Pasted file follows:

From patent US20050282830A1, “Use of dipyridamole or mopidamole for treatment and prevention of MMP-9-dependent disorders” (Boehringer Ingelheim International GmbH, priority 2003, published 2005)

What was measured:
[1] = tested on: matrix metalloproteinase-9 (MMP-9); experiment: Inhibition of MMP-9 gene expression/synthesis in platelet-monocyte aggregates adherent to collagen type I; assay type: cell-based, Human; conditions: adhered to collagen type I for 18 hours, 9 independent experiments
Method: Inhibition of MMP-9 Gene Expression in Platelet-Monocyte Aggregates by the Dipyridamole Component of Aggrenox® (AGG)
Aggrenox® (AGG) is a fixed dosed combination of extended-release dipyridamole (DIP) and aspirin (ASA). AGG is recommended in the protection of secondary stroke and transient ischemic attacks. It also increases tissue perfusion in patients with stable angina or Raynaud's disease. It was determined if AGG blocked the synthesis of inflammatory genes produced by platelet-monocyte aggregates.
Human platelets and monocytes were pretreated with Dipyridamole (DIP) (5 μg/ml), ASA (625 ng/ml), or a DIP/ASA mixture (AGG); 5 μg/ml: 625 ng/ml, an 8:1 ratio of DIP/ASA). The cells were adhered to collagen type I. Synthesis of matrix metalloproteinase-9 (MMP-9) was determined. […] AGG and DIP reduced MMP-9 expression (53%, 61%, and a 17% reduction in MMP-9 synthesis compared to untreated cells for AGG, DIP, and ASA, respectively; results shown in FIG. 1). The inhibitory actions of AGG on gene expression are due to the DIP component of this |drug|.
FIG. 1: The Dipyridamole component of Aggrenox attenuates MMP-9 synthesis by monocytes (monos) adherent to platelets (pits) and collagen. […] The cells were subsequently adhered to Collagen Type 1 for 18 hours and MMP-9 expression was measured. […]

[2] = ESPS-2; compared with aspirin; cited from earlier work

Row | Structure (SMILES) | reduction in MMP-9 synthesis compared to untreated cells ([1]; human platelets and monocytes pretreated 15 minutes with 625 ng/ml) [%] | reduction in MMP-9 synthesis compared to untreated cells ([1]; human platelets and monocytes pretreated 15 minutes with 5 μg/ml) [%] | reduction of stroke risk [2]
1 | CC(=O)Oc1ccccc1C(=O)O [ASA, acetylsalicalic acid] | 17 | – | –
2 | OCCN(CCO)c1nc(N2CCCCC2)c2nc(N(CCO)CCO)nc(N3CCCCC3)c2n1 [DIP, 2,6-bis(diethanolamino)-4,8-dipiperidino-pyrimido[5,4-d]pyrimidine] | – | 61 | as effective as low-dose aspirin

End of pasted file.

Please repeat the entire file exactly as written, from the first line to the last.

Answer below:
From patent US20050282830A1, “Use of dipyridamole or mopidamole for treatment and prevention of MMP-9-dependent disorders” (Boehringer Ingelheim International GmbH, priority 2003, published 2005)

What was measured:
[1] = tested on: matrix metalloproteinase-9 (MMP-9); experiment: Inhibition of MMP-9 gene expression/synthesis in platelet-monocyte aggregates adherent to collagen type I; assay type: cell-based, Human; conditions: adhered to collagen type I for 18 hours, 9 independent experiments
Method: Inhibition of MMP-9 Gene Expression in Platelet-Monocyte Aggregates by the Dipyridamole Component of Aggrenox® (AGG)
Aggrenox® (AGG) is a fixed dosed combination of extended-release dipyridamole (DIP) and aspirin (ASA). AGG is recommended in the protection of secondary stroke and transient ischemic attacks. It also increases tissue perfusion in patients with stable angina or Raynaud's disease. It was determined if AGG blocked the synthesis of inflammatory genes produced by platelet-monocyte aggregates.
Human platelets and monocytes were pretreated with Dipyridamole (DIP) (5 μg/ml), ASA (625 ng/ml), or a DIP/ASA mixture (AGG); 5 μg/ml: 625 ng/ml, an 8:1 ratio of DIP/ASA). The cells were adhered to collagen type I. Synthesis of matrix metalloproteinase-9 (MMP-9) was determined. […] AGG and DIP reduced MMP-9 expression (53%, 61%, and a 17% reduction in MMP-9 synthesis compared to untreated cells for AGG, DIP, and ASA, respectively; results shown in FIG. 1). The inhibitory actions of AGG on gene expression are due to the DIP component of this |drug|.
FIG. 1: The Dipyridamole component of Aggrenox attenuates MMP-9 synthesis by monocytes (monos) adherent to platelets (pits) and collagen. […] The cells were subsequently adhered to Collagen Type 1 for 18 hours and MMP-9 expression was measured. […]

[2] = ESPS-2; compared with aspirin; cited from earlier work

Row | Structure (SMILES) | reduction in MMP-9 synthesis compared to untreated cells ([1]; human platelets and monocytes pretreated 15 minutes with 625 ng/ml) [%] | reduction in MMP-9 synthesis compared to untreated cells ([1]; human platelets and monocytes pretreated 15 minutes with 5 μg/ml) [%] | reduction of stroke risk [2]
1 | CC(=O)Oc1ccccc1C(=O)O [ASA, acetylsalicalic acid] | 17 | – | –
2 | OCCN(CCO)c1nc(N2CCCCC2)c2nc(N(CCO)CCO)nc(N3CCCCC3)c2n1 [DIP, 2,6-bis(diethanolamino)-4,8-dipiperidino-pyrimido[5,4-d]pyrimidine] | – | 61 | as effective as low-dose aspirin